The whole NIRMAN process helped me to think rationally and make my decisions wisely and not just based on what others are saying or what is trending. I got a habit to put ‘why’ in front of every choice I now make. There are so many influences in our lives, if we go as per their choices then it’s not our life. I got that courage to go against the flow when I felt I should.
After completing my MBBS, I joined the SEARCH Hospital in the remote district of Gadchiroli and worked as a Medical Officer for 10 months. I saw more than 10,000 patients, predominantly from a low socio-economic background, during this period. I handled OPD and IPD duties, helped organize surgical camps, handled emergencies including snakebites and malaria.
This entire experience helped me grow academically, socially and personally and solidified my conviction. I gave my 100% efforts during this MOship, saw a variety of patients and learnt so much clinically. Slowly I started treating the patients as humans and not as persons with a disease. Every patient I saw was an opportunity to learn new things. Talking to patients not just about the disease but about their family and occupation was also a learning experience for me.
I was lucky enough to get guides who helped me understand the meaning of ‘medicine’ beyond the disease and I will be forever grateful to them. I have always believed in quality care and not just a quantitative number of games. Every human deserves quality healthcare. During my MOship period, I met with many people from a variety of backgrounds and learnt a lot about things other than medical education, some of them will be staying with me for the lifetime. With this in mind, I decided to pursue post-graduation in medicine and started preparation for the NEET entrance exam. The preparation year was full of stress and competitiveness, but my experience in MOship helped me in solving my questions and the memories with my patients motivated me to do better. After spending one year exclusively with books I, fortunately, got a good rank and I have now joined a residency in medicine in Mumbai.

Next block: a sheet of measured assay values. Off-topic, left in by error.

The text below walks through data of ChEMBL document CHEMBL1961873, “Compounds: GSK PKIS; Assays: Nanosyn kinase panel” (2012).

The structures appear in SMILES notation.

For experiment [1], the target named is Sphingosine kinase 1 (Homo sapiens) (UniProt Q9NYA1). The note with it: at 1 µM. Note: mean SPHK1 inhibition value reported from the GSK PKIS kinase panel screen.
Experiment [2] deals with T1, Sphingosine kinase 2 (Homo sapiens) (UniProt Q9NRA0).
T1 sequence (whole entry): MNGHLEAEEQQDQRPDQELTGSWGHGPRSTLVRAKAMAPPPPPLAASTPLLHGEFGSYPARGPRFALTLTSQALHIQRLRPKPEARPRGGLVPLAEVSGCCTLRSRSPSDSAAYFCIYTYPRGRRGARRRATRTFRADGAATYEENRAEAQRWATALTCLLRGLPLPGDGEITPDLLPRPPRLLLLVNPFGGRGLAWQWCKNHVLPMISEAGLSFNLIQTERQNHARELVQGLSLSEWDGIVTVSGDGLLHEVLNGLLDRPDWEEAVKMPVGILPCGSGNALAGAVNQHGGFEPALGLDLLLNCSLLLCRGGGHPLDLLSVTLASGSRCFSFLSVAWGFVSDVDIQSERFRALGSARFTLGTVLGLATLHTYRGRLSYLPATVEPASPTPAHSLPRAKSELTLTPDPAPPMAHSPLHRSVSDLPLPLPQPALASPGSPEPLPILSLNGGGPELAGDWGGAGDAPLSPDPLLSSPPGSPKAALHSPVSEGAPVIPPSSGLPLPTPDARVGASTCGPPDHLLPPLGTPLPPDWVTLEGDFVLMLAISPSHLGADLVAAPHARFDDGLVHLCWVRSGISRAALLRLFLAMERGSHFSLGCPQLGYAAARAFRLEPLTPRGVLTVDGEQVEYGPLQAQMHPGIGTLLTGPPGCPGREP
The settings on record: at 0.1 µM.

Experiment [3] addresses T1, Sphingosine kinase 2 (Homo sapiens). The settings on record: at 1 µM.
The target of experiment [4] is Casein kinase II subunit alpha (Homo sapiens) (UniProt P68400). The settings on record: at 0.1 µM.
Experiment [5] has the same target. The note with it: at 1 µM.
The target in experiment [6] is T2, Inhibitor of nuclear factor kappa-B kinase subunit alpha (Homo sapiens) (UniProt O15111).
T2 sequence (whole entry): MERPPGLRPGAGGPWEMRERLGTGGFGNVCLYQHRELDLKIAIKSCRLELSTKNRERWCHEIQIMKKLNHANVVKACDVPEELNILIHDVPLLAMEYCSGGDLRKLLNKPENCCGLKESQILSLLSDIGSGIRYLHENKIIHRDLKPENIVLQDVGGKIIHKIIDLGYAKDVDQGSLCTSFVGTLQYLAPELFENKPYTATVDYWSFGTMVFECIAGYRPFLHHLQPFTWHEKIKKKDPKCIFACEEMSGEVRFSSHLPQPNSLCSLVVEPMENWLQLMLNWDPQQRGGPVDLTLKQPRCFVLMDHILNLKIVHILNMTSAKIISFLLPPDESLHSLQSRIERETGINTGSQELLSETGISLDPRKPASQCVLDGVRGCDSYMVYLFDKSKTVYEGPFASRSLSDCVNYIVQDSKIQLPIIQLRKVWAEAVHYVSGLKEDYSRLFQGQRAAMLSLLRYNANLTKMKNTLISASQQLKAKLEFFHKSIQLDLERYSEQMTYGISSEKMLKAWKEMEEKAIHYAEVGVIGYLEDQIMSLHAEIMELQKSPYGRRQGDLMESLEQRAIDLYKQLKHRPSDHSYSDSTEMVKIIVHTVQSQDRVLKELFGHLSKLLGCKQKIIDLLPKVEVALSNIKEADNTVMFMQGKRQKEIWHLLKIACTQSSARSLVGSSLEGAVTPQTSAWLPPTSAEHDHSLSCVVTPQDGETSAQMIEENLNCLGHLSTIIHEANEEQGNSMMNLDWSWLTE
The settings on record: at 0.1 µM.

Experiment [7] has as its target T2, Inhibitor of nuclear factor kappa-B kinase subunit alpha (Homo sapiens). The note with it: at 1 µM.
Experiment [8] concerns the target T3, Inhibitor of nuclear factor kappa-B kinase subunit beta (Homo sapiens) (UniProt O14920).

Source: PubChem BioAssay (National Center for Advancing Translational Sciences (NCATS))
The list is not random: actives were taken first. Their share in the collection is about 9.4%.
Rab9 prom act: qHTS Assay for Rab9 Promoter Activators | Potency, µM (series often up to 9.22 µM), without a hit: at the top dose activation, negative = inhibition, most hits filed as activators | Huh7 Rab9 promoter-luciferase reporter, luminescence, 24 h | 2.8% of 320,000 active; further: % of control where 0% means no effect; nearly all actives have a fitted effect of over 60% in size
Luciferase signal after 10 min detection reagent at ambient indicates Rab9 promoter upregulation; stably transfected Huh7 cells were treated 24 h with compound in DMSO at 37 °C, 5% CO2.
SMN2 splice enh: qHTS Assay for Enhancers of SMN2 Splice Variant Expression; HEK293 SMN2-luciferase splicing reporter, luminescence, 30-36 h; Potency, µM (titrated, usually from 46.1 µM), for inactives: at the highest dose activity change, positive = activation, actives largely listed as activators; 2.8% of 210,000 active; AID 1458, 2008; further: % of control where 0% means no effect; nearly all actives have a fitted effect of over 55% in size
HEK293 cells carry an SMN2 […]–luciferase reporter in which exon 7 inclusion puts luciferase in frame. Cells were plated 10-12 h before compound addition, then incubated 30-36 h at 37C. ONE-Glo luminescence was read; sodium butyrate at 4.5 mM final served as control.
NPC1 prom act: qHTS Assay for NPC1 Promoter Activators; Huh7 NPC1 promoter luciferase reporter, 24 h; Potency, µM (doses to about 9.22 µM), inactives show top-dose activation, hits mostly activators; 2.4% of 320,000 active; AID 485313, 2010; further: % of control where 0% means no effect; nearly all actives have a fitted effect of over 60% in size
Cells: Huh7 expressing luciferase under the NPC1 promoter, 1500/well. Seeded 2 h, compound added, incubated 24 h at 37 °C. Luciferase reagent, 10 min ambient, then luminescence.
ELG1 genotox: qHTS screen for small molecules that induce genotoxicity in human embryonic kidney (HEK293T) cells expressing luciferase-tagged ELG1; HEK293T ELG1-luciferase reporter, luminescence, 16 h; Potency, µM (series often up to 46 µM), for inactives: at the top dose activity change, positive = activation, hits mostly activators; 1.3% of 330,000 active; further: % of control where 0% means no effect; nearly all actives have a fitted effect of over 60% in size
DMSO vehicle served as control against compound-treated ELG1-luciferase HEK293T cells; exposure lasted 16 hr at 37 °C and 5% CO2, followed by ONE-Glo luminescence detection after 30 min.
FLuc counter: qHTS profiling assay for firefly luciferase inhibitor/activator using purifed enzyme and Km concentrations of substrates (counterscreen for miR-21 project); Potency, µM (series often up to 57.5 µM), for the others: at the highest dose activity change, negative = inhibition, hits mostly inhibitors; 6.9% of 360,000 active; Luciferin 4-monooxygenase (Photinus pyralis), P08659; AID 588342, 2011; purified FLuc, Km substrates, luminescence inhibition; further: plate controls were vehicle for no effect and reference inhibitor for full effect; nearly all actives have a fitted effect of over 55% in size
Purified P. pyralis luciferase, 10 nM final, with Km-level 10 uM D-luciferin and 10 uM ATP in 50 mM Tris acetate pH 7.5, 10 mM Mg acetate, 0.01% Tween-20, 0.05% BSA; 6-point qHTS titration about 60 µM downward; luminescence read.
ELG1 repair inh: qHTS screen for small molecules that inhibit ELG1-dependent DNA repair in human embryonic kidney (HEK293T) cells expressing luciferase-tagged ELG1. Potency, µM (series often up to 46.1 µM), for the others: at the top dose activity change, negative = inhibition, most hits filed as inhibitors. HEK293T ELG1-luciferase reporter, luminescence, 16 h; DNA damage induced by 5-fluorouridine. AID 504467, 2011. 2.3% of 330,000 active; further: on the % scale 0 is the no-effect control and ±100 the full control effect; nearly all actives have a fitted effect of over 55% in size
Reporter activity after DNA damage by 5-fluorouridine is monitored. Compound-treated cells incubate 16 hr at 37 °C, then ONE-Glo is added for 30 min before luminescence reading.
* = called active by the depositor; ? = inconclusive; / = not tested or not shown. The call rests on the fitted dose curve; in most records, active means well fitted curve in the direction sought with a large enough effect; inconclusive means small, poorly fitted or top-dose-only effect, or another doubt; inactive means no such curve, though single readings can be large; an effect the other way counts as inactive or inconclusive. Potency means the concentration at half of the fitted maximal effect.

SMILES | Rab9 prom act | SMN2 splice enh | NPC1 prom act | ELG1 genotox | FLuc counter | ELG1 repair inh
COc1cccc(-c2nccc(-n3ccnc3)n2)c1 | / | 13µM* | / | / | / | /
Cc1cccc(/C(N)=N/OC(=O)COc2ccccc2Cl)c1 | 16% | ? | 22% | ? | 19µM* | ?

I’m looking forward to providing quality care to each and every human being I come across in my work and alleviate his/her suffering as much as possible. I feel that at the end what matters the most is not having any regrets, that I could have done this or that, but I didn’t. I feel content that I enjoyed organising college festivals and going for bike trips with friends during MBBS, I helped my patients during my MOship and also studied day and night when required for the PG preparation. Hopefully, this journey of personal satisfaction and social contribution will continue for years to come!
Dr Amit Giram
NIRMAN 6 Batch
The goal of the NIRMAN program is to contribute to the flourishing of youth in India, facilitate their search for pro-social purpose and nurture them as social contributors.
The selection process for the next batch of NIRMAN is going on right now. To join in the participants have to fill up an introspective application form and a first of kind youth purpose questionnaire.